By Catherine DePino (Magination Press, 2004)
With the help of his teacher and his parents, Steve devises “The Plan”, strategies for avoiding, defending against, and disarming a bully who has been tormenting him at school.
By Trevor Romain (Free Spirit Publishing, Inc., 1997)
This book blends humor with serious, practical suggestions for coping with bullies. Trevor Romain reassures kids that they’re not alone and it’s not their fault if a bully decides to pick on them.
By Anne Civardi (EDC Publishing, 1994)
Readers learn all about the hospital as George goes in for an operation to remove a puzzle piece he has eaten.
By Paulette Bourgeois & Brenda Clark (Scholastic Inc., 2000)
In this Franklin Classic Storybook, our hero goes to the hospital for an operation to repair his broken shell, and everyone thinks he’s being very brave. But Franklin is only pretending to be fearless. He’s worried that his X-rays will show just how frightened he is inside. With the help of Dr. Bear, Franklin learns that even though he’s feeling scared, he can still be brave.
By Joanne Green (Saga Books, 2006)
To have a child born with any disfigurement is tragic. Here Lippy the Lion tells a tale with sweetness and love; it also reminds us of our fragile humanity. Beautifully illustrated and with help index for parents.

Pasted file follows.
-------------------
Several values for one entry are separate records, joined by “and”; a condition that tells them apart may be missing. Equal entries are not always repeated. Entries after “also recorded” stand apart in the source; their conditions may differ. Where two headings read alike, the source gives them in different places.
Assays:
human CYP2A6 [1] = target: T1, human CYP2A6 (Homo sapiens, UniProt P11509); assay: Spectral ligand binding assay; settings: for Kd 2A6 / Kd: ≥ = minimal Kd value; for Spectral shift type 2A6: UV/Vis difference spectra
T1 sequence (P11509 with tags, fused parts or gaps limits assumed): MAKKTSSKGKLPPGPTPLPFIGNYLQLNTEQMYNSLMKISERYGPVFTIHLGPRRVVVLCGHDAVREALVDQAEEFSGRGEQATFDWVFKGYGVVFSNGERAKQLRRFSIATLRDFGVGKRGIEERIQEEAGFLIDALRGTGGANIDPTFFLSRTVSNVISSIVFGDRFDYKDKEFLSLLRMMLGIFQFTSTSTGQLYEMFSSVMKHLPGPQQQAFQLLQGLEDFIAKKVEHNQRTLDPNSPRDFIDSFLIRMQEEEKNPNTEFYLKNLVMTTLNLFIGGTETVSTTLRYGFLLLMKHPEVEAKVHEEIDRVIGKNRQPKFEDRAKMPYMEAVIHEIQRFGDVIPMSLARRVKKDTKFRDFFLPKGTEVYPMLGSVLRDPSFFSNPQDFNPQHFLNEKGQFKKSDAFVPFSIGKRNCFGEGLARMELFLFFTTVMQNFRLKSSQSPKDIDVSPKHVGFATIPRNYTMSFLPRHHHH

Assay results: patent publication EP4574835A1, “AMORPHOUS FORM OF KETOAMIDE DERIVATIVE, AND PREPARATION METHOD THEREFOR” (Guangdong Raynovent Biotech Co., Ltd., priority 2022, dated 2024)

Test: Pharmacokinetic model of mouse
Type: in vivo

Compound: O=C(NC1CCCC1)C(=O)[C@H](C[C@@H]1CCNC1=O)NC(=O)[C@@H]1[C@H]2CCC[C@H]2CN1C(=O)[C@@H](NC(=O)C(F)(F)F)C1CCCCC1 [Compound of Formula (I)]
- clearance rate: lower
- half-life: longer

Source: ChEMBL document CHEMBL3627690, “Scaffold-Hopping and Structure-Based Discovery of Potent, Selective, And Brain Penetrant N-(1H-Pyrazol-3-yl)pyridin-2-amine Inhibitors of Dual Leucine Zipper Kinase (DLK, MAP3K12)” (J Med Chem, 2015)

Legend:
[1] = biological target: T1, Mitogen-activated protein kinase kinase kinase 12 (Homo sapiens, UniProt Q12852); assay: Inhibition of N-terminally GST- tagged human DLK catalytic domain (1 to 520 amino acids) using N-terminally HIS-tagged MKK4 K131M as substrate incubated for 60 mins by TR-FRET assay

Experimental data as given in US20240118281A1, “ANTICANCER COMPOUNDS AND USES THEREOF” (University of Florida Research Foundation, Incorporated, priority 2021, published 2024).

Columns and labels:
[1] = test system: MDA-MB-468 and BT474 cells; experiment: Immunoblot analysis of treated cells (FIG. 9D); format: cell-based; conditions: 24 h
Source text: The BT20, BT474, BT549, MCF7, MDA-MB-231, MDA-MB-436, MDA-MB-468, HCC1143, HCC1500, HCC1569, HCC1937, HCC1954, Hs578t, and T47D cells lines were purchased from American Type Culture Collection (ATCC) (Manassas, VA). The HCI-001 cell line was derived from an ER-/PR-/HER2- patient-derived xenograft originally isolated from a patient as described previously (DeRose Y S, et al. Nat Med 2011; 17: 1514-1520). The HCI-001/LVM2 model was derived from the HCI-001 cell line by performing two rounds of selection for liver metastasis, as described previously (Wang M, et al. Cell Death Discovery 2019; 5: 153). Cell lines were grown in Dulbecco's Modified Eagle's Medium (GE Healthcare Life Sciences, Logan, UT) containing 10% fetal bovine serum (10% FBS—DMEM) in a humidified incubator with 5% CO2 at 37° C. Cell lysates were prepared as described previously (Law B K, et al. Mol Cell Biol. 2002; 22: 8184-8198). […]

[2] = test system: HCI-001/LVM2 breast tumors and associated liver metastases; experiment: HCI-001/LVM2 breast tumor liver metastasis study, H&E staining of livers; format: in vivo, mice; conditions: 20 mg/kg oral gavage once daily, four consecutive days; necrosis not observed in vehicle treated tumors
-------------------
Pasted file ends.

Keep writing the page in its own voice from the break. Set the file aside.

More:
By Debbie Duncan (Rave Productions, 1994)
A Book for Brothers & Sisters of Hospitalized Children. Anna’s little sister, Molly, has been very ill and had to have an operation. Anna tells us all about the experience from her point of view. Sensitive, insightful, heartwarming story.
By Mem Fox (Harcourt Brace & Company, 1997)
At a time when, unfortunately, the lessons of tolerance still need to be learned, Whoever You Are urges us to accept our differences, to recognize our similarities, and-most importantly-to rejoice in both.
By R. J. Palacio (Alfred A. Knopf, 2012)
August Pullman was born with a facial difference that, up until now, has prevented him from going to a mainstream school. Starting 5th grade at Beecher Prep, he wants nothing more than to be treated as an ordinary kid—but his new classmates can’t get past Auggie’s extraordinary face
By Logan & Sonja Bristow (Pulsus Group Inc., 2007)